Framing superannuation as a "perk" for workers was a clever (albeit sinister) way to convince the labour movement to go along with his plans.
As we've seen, super is now a failure from any kind of progressive perspective, but many in the Labor party and union movement still support super because of cultural/tribal/political allegiances to it, because they haven't thought very hard about policy, because they have big superannuation accounts themselves, and because they're perhaps more conservative and less progressive than they might claim.
Yes, by far. Superannuation non-payment is estimated to total about $5 billion a year. Meanwhile, regular wage theft, is estimated to total around $1.35 billion. That means super-related wage theft is around 80% of all wage theft in Australia.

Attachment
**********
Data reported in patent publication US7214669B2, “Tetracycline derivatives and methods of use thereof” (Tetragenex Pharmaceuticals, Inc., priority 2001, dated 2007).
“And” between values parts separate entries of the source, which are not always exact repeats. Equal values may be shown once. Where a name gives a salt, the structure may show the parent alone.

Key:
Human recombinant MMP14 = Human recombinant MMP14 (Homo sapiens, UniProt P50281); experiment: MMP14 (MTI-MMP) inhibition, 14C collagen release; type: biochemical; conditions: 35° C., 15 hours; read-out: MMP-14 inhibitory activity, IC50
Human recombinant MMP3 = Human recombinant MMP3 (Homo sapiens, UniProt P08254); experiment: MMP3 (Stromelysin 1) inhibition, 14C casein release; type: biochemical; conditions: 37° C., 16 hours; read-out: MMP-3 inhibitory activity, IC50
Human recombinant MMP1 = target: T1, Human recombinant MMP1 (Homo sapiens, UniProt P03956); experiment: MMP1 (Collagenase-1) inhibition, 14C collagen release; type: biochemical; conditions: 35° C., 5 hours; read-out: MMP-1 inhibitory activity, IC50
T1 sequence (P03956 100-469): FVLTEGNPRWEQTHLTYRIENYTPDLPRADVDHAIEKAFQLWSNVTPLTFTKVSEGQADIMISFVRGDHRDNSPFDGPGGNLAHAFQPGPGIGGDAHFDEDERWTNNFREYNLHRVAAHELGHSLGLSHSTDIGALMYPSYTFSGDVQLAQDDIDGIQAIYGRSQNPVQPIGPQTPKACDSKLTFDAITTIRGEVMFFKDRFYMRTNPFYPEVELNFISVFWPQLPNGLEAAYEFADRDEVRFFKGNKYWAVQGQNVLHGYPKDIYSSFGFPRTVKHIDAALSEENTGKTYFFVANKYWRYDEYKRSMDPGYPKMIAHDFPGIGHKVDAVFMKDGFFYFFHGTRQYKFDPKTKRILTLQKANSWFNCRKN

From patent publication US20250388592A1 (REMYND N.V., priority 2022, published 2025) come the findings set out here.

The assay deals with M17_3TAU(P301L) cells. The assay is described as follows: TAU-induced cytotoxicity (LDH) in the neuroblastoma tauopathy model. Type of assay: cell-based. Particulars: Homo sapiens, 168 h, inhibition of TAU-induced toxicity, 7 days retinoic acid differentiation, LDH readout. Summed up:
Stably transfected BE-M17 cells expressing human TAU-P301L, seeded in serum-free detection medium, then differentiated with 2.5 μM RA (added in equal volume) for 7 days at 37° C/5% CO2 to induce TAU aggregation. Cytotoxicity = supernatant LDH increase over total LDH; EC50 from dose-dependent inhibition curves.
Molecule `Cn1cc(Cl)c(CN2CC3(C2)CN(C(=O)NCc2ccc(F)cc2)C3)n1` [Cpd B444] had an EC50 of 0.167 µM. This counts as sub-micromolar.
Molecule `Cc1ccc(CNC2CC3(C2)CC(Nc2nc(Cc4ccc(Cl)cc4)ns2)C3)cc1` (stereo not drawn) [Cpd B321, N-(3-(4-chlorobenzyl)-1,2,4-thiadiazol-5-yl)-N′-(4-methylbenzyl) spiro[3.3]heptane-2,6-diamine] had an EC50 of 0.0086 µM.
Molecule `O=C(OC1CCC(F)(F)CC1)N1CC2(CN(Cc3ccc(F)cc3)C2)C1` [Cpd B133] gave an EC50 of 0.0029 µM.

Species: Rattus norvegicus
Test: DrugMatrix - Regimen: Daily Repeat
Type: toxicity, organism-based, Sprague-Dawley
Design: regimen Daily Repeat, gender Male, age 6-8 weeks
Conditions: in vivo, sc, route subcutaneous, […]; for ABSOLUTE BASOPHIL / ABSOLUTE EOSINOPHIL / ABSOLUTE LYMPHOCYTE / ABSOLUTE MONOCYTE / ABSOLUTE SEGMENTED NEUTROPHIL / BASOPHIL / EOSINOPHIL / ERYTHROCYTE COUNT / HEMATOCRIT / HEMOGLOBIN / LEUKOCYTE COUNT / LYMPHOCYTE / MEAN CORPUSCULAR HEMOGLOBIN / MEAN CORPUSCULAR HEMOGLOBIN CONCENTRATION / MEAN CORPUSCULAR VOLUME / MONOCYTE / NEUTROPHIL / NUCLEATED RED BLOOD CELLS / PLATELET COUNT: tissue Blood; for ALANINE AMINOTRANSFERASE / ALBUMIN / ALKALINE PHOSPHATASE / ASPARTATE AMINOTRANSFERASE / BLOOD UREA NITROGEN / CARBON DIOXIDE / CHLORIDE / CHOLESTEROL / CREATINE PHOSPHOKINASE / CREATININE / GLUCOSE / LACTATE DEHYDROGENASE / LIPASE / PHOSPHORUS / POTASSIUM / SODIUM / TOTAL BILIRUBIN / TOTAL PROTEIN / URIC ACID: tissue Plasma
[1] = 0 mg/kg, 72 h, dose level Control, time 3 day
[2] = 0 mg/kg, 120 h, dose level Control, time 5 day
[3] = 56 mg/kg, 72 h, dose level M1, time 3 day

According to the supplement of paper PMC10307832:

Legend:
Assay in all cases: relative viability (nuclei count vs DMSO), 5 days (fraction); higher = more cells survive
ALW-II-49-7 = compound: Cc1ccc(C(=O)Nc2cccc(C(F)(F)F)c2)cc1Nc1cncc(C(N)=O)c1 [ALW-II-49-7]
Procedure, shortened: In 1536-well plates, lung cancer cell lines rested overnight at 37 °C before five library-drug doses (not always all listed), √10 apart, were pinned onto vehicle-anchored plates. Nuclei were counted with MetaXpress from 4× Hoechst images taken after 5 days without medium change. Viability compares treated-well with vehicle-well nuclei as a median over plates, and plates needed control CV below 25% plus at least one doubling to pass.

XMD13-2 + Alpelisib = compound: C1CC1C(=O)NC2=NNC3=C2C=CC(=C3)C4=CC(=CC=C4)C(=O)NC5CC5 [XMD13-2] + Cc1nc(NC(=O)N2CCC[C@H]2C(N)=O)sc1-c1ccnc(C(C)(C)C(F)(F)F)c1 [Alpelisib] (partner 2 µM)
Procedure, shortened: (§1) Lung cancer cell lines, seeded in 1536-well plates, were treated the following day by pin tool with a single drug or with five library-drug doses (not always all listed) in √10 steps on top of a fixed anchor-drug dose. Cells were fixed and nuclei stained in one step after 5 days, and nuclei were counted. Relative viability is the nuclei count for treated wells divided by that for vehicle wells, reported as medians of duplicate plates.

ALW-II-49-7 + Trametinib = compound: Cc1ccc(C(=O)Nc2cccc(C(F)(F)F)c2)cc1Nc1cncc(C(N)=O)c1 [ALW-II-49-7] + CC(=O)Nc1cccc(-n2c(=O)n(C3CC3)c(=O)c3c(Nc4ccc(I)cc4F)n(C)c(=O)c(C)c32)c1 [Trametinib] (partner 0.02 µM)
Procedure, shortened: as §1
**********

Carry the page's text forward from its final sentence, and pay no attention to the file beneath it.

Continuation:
Yes - because the superannuation system consists of so many different funds, and because of its privatized, bureaucratized nature, the super system is extremely expensive to run. Over $30 billion per year, so large that it is twice what Australian households spend on electricity each year.
Better, publicly run pension funds in other countries such as Norway have fees around 20x lower per invested dollar. That means there's no good reason for these fees - they are pure waste, stolen from workers' retirements.
Norway's trillion dollar state-owned pension fund is a great example of how a different and better super system might work.
Instead of individual accounts, this wealth is held collectively, to benefit all citizens, rich and poor alike.
The returns are just as good and the fees are much, much lower: Roughly 0.05% of the total assets, compared to roughly 1% a year for super - so about 20x lower.